(DGR reviews, in great depth, the new album by Seattle’s Theories, which will be released by Corpse Flower Records tomorrow — April 12th.)
It’s always a surprise when an album’s art manages to perfectly encapsulate the music within. We’re big fans of awesome album artwork around here, but the times when the art manages to leap past just being an awesome picture and adds to the listening experience are truly special.
I raise this observation in part because the album artwork for Seattle deathgrind group Theories‘ sophomore album Vessel manages to do just that, capturing both the spirit of the album and the production and atmosphere surrounding it.
After a spin of Vessel it’s not hard to imagine that this album was recorded in the same miserable underground dwellings that the album art portrays as the residence of that unfortunate victim. It could also very well be the chaotic soundtrack to what is going on in that individual’s head, as Vessel is a dark and brooding follow-up to its predecessor, 2015’s Regression, and one that finds the band deciding not to go with a straightforward successor in style, but creating an entirely different beast in its own right.
Vessel is an ugly and reactionary monster of an album. Joined by new vocalist/guitarist Wes Harrison in place of previous lead vocalist Rick Powell, Theories have adopted a three-pronged vocal approach that they then immediately bury in raw murk and encase in a wall of death metal guitar. It makes the follow-up to the furious and fiery Regression sound like it was recorded in a set of long abandoned catacombs underneath a city.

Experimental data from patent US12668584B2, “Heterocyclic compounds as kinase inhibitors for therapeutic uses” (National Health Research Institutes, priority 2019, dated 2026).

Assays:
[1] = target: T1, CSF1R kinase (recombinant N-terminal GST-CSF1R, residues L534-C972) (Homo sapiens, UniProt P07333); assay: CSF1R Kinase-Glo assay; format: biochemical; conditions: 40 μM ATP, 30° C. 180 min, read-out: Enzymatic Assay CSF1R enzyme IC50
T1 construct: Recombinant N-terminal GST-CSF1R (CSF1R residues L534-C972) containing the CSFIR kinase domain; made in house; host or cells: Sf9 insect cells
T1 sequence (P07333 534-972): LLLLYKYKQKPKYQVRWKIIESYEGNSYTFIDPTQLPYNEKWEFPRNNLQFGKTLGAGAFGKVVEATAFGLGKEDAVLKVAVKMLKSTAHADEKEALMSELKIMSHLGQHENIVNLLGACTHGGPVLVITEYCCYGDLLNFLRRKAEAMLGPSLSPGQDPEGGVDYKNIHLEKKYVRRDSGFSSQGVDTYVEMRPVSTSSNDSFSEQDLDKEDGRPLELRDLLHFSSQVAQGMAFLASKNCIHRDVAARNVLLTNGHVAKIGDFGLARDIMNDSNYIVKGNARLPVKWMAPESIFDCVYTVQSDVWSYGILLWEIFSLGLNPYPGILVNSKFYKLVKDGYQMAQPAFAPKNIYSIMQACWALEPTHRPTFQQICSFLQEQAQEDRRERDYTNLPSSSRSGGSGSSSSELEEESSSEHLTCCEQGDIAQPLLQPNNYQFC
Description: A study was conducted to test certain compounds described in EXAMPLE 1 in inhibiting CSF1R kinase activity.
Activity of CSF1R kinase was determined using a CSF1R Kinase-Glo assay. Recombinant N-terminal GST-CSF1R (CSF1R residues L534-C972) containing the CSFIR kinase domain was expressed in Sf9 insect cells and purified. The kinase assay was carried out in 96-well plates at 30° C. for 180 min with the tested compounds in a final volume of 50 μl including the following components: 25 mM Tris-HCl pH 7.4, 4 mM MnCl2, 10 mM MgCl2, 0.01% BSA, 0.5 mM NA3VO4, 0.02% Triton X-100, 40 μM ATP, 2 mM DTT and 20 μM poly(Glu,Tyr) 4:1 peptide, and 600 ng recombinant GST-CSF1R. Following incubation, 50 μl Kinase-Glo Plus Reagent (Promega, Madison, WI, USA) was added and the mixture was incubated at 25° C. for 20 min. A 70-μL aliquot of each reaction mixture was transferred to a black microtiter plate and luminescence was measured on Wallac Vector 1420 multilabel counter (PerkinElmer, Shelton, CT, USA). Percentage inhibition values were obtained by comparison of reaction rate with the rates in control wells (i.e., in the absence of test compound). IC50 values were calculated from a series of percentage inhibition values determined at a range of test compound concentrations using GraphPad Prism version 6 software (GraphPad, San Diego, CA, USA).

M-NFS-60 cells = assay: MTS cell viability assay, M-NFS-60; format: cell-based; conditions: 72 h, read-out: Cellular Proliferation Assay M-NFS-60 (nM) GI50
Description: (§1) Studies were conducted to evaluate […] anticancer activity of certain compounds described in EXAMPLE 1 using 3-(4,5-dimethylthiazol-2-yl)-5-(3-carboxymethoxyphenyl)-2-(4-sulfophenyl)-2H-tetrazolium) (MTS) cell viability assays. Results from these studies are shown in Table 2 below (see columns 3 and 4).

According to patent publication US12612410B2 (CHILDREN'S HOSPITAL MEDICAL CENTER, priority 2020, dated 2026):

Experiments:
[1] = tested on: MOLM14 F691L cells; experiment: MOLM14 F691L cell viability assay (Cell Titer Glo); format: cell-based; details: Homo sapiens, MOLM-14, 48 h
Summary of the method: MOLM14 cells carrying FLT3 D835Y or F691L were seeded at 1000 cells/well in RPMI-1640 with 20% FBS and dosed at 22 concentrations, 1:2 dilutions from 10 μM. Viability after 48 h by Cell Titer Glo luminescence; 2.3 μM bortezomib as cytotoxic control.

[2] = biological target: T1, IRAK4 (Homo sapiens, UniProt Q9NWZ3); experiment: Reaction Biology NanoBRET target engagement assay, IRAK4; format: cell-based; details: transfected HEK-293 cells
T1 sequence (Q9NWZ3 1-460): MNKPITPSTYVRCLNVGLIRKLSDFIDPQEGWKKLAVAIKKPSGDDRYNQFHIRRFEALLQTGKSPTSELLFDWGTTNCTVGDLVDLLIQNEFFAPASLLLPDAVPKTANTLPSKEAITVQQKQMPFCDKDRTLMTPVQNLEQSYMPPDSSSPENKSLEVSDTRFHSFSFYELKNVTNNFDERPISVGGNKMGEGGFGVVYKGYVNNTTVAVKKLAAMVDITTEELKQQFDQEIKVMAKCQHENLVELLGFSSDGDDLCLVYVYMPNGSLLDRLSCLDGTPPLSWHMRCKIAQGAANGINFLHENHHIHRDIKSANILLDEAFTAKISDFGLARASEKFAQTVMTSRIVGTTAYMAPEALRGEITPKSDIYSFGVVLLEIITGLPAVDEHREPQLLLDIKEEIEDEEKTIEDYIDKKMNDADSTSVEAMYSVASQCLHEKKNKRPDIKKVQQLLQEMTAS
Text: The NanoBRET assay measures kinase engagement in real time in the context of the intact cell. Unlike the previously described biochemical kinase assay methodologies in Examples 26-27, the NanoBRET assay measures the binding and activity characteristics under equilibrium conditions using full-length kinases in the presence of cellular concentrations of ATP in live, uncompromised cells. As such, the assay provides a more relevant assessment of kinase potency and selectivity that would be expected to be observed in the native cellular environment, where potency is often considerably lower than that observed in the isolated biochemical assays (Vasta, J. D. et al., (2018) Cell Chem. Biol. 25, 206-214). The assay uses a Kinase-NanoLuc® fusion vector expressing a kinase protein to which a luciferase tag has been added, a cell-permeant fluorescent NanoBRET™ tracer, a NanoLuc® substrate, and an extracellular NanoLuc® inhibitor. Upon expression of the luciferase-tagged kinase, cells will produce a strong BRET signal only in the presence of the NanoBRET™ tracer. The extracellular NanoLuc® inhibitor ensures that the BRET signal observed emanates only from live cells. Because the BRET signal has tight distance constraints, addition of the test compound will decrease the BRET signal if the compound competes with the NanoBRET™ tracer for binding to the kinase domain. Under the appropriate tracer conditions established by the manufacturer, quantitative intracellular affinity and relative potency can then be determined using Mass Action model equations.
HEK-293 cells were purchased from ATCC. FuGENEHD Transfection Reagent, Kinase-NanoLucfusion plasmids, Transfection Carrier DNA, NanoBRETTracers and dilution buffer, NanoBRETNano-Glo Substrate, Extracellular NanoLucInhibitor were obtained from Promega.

Vessel also stands in contrast to its predecessor in quite a few other categories: It’s a longer album; within the deathgrind genre nomenclature that defines Theories‘ music, Vessel leans more death metal; its production is a lot thicker and more low-end-focused, with the whole affair having a thick layer of sludge on top of it; it is far less up-front, in-your-face, and high speed at all times, instead favoring a much more groovy and mosh-heavy approach; and the snare drum — of which there is a ton — is far more punchy and echo-heavy in the mix than the non-stop snare barrage in Regression.
Though there is a common thread of sarcastically cheerful nihilism coursing through Theories‘ overall sound and songwriting style, and the band love themselves a good circle-pit riff whenever they can hammer one in, their two full-length releases are such distinctly different beasts that it seems clear that Theories did not want Vessel to just be their debut album again.
The shift between the two albums is immediately noticeable in album opener “Human Vessel Cell”, which is, in comparison to the rest of the group’s collective works, as well as a good chunk of Vessel, a mid-tempo grinder of a track. Buoyed by a solid groove and drenched in the aforementioned heavy layer of muck, Theories rumble through the album’s opening number. “Human Vessel Cell” is a simply laid-out track, part intro and part lesson plan for what Vessel will be as a whole.
It’s also the shortest song present on Vessel at a little over two-and-a-half-minutes. Funny in part because that still means it is longer than half of the songs on the group’s debut. “Human Vessel Cell” quickly thuds its way across a couple repetitions of itself as it grows in volume — and death metal buzzing guitar — and then just as quickly vanishes in favor of the meatier songs to follow.
Vessel is more defined by the following song “Harvest”, and most of the tracklist runs in similar variation of it. It’s a big and brash song — though not the longest one — constructed out of equal parts super-fast grinding with enough drumming to make it feel like you’ve gone through a tumble dryer cycle from the inside with a handful of bricks joining you, and equal parts slow and massive groove. “Harvest” is also where the multi-pronged vocal attack really comes into play with the screaming and yelling coming in from all corners as Theories tighten down the vises on the listener’s heads while ratcheting up the intensity throughout.
There’s a couple songs within Vessel that especially verge pretty close to -core level breakdowns, including “Undertow”, which the band may have doomed themselves to playing live for a very long time if not just for the call-and-response-style opening and the big, shuddering chug that the song is built around.